Archana Puran Singh has been a prominent face in Bollywood.
For years, she has made us laugh in various avatars… Be it Miss Braganza from Kuch Kuch Hota Hai, Preeto from Mohabbatein or even Zohra in Bol Bachchan.
Even in negative roles, especially in films like Raja Hindustani, Archana’s presence is always felt.
Speaking of presence, India’s Laughter Queen returns to her throne as a judge on the highly successful comic show, Comedy Circus.
In a very candid tete-a-tete, Archana discusses what it feels like to be back on the show, her career and much more.
What persuaded you to return to the judge’s seat of Comedy Circus after four years?
I’ve always been looking forward to being back on the show.
I couldn’t believe it when it was being discontinued so when Vipul D Shah (the producer) called me up, I was in New York at the time.
He said that he can wait for me to come back and then break the news but I insisted on him telling me.
When he informed me that the show is coming back I was so excited.
My duration on coming back to India was 15 hours and I couldn’t even sit, that’s how excited I was on coming back on the judge’s seat on Comedy Circus.
It is something that I’ve loved doing for so many years and it’s laughing all the way to the bank.
Sohail (Khan) and I have always discussed this that there is no better job in the world where you get paid to laugh and to be entertained.
In an act, what tickles your funny bone and impresses you the most?
In some acts, it is the sheer physical comedy of it all.
When a Sidharth Sagar or Gaurav Dubey does physical comedy so brilliantly, they can completely take over the stage through their presence, energy and timing.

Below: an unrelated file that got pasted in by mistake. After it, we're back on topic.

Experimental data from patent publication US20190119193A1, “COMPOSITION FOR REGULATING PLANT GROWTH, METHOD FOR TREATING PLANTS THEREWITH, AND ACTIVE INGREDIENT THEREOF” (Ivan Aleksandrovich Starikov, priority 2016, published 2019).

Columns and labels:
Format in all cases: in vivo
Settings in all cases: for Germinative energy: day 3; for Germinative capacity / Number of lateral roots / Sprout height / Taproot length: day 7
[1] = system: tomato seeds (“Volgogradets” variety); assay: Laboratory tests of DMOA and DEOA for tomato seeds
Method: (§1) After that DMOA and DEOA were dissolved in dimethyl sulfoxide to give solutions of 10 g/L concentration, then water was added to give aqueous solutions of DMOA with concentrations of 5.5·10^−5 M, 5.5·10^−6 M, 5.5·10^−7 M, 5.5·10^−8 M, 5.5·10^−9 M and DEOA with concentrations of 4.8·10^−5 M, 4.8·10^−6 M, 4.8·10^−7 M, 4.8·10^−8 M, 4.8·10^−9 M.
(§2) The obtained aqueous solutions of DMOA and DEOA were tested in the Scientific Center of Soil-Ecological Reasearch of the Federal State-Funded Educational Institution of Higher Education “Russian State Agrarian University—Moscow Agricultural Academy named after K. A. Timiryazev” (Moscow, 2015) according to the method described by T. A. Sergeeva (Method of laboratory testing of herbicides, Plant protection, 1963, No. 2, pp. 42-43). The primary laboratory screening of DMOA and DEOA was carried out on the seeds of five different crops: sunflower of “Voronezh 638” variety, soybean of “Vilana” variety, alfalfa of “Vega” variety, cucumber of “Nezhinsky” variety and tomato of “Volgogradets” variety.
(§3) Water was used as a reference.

Especially with how well they use their body language to convey a comic line on stage.
Everyone can pretty much do a bit of everything so sometimes it is the power of an artist’s power of observation where they can mimic somebody so well that you see them come alive on stage in a second.
One wonders how do these kids mimic the actors and consecutively they keep changing. They’re so good at it.
Very often that completely leaves me gobsmacked and at other times it is the writing where the lines’ brilliance is conveyed through the words and leaves the viewer amazed at the talent.
Sometimes it is the combination of good writing, timing and punchlines delivered well.
The common factor is that the acts are done by people who are very dedicated to their craft and job.
Comedy Circus has led to your title of a ‘Laughter Queen’. How does it feel to have this tag?
Earlier on television, decades ago, I was known as the ‘laughter queen’ because I used to create that laughter on screen through my performances.
This was during television was in its nascent stage and there were no female actors and standups.
My show Wah, Kya Scene Hai was amongst the few initial standup comedy shows in India, where I used to do the standup.
This was actually the first time standup was virtually seen, which was 25-years-ago.
At that time they called ‘laughter queen’ because I said the jokes. Now, I have that title because (I guess) I’m appreciating the jokes.
So, that definition of the crown has shifted and changed, but I’m very grateful that I am associated with laughter in whatever form or shape.
Let’s talk a bit about your background. What motivated you to pursue a career in the entertainment field?
It was a dual need. Firstly, I wanted to make a career/earn money by doing something which (in my mind at the time) which will not require much effort.
At that time I thought that acting was a breeze and felt like I would be able to do it because I used to entertain my family by dancing or trying-enacting scenes from w film as a kid.
The second major reason why I pursued this career is that I wanted to get away from my small hometown Dehradun and discover the big world out there.
I thought that I’d come to Mumbai would give me the opportunity to discover how one lives in the adult world.